The "P" Word

A couple of weeks ago I was asked to talk to the local (Northern California) Mystery Writers of America group about, among other things, promotion.

Now, as I said to Cara Black when she asked me, I\’e2\’80\’99m probably not the person to talk to for recommendations about promotion. Joe Konrath, sure; Laurie King, not so much. But she asked and she\’e2\’80\’99s a friend, so sure.

And speaking of Joe, I\’e2\’80\’99d planned on writing this post when I came across his on the same topic. Take a look at his detailed working-out of the things a writer should do by way of promotion. Which is not to say that I agree with anything there, just that it\’e2\’80\’99s interesting to know how a marketer looks at the question.

Basically, what I had to say to the MWA group was, there\’e2\’80\’99s nothing you can do in the way of self-promotion that\’e2\’80\’99s cost effective. Conferences, tours, hiring a publicist, printing bookmarks, keeping blogs and web sites (figuring minimum wage costs for those, as doing it yourself, the dollar outgo is limited)\’e2\’80\’94dollar for dollar, you cannot earn back what you put out.

So does that mean none of it is worthwhile? Not at all. I\’e2\’80\’99d agree with Joe, it\’e2\’80\’99s all worthwhile, it\’e2\’80\’99s just that you can\’e2\’80\’99t count costs.

I have to say first that, I\’e2\’80\’99m sorry, but all the promotion in the world can\’e2\’80\’99t make a success out of bad writing. This isn\’e2\’80\’99t to say that bad writing can\’e2\’80\’99t be successful (no names named, here) but when a book does skyrocket into a year on the NYT list, it\’e2\’80\’99s always due to some weird phenomenon of popularity we might as well just call luck. The deliberate slog of self-promotion might sell half a dozen copies, but the ignition of an unexpected bestseller is a burning match dropped from the heavens.

So is all self-promotion pointless? Absolutely not. Authors, like individual books, sell by word of mouth, and every little bit helps.

But that\’e2\’80\’99s the point: Every little bit helps. A friendly chat with a bookseller helps them remember your name out of the pile. Making an effort to meet and thank your publisher\’e2\’80\’99s local sales reps puts you on their map, just as an evening spent in the bar at BoucherCon puts you on the radar of a dozen other writers.

But, you say, all of these are things I would do anyway; isn\’e2\’80\’99t there something extra I should do, some mailer I should be sending, some skill I should master?

Well, yes. Not the mailer, but the skill.

Learn to work a cocktail party.

Most of us are writers because we don\’e2\’80\’99t thrive in the hurly-burly of real life. We like our solitary nests, we spend most of our time wrapped in fantasy, when clever repartee is there for the asking, heroines never have spinach on their teeth, and hemlines never sag. Coming out, finding ourselves surrounded by people who believe themselves a) more attractive and b) more important than we are is a cold shock.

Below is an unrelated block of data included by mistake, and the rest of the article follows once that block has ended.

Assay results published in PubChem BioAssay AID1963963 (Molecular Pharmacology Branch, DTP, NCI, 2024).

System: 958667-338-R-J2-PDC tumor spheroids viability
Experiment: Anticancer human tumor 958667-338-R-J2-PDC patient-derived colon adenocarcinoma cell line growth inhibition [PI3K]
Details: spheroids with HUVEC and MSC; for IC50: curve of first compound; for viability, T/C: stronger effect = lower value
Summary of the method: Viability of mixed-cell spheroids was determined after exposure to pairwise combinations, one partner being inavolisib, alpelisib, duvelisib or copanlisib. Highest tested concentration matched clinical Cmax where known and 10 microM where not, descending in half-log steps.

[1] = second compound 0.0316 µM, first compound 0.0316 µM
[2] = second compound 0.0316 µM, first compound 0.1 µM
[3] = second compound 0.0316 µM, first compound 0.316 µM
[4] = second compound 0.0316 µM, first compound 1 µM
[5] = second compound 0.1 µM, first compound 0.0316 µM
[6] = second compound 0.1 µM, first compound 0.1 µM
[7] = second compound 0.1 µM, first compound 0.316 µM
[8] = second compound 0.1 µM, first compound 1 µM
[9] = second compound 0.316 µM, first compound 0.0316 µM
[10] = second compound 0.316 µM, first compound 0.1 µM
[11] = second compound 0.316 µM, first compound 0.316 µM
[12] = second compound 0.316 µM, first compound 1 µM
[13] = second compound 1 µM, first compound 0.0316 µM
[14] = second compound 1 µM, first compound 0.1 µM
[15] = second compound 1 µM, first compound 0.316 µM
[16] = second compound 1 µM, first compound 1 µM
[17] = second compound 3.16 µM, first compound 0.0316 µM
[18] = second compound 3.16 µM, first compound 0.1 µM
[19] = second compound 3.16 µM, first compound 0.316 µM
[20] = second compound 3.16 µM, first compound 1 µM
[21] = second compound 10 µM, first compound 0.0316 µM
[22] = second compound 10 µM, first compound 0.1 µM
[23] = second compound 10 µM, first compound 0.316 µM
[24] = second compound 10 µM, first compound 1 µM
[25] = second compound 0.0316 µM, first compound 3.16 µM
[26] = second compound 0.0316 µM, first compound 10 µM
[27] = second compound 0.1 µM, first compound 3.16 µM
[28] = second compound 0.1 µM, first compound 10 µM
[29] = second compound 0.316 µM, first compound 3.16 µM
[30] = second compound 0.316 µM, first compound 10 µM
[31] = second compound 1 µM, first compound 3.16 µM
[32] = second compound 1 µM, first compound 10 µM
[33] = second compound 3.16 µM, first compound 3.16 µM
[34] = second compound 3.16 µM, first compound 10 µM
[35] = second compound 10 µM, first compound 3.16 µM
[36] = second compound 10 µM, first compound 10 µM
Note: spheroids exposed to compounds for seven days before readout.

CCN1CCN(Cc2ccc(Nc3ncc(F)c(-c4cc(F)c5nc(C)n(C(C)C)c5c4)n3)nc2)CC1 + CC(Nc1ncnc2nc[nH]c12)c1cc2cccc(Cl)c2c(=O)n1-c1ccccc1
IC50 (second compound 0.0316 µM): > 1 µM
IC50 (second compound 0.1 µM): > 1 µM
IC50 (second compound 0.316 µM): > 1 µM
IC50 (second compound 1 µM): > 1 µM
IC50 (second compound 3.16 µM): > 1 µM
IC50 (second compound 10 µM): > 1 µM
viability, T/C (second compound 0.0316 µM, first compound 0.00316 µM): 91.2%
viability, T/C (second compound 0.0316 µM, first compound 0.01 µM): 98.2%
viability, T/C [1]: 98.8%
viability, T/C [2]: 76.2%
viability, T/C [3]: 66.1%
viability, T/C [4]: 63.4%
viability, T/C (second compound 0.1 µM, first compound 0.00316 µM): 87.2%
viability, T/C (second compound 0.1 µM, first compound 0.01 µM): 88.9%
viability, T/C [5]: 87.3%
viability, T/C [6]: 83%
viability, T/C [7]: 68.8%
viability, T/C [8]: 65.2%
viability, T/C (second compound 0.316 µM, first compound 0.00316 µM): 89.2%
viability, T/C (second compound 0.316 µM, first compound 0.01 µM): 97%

Working a cocktail party is a matter of sliding into this world as if it is our own. Walking up to perfect strangers\’e2\’80\’94worse, to strangers who are already in conversation with other strangers\’e2\’80\’94is like being the new kid in a class halfway through the year, except with alcohol. And you need to be confident without seeming pushy, friendly and not obsequious, witty without\’e2\’80\’a6well, you get the idea. You have to behave as if you were comfortable there, when in fact all you want to do is crawl under the banquet table until all the legs around you go home.

It\’e2\’80\’99s a skill, like writing a pitch letter or weeding out those repetitive words that creep into a page, and the only way to learn it is to do it. Your local library having a get-together? Go along. A gallery having an opening for an artist you never heard of? The ideal occasion. BoucherCon coming up? There\’e2\’80\’99s two thousand people who don\’e2\’80\’99t give a crap about you, ripe for becoming your teacher.

And while you\’e2\’80\’99re in the BoucherCon bar, glance under the tables around you. It\’e2\’80\’99s amazing who you\’e2\’80\’99ll see there, waiting for the legs to go home.

Comments

  1. Patricia Mathews says:

    Working the cocktail party – Xtreme sports for introverts.

  2. “This isn\’e2\’80\’99t to say that bad writing can\’e2\’80\’99t be successful (no names named, here)”

    You mean Dan Brown, don’t you? 😉

  3. Anonymous says:

    Patricia Mathews post is wonderful! I once mentioned to someone that I’m too introverted to enjoy a cruise, and we then started wondering what a cruise for introverts would be. We decided on a two-person kayak.

  4. myninki says:

    Happy Mother\’c2\’b4s day!

  5. Rebecca says:

    So do you blog because you like blogging, or as self-promotion, or both? Happy Mother’s Day, by the way.

  6. Working the cocktail party – Xtreme sports for introverts.

    Oh, you with the WIN. Thank you! 🙂

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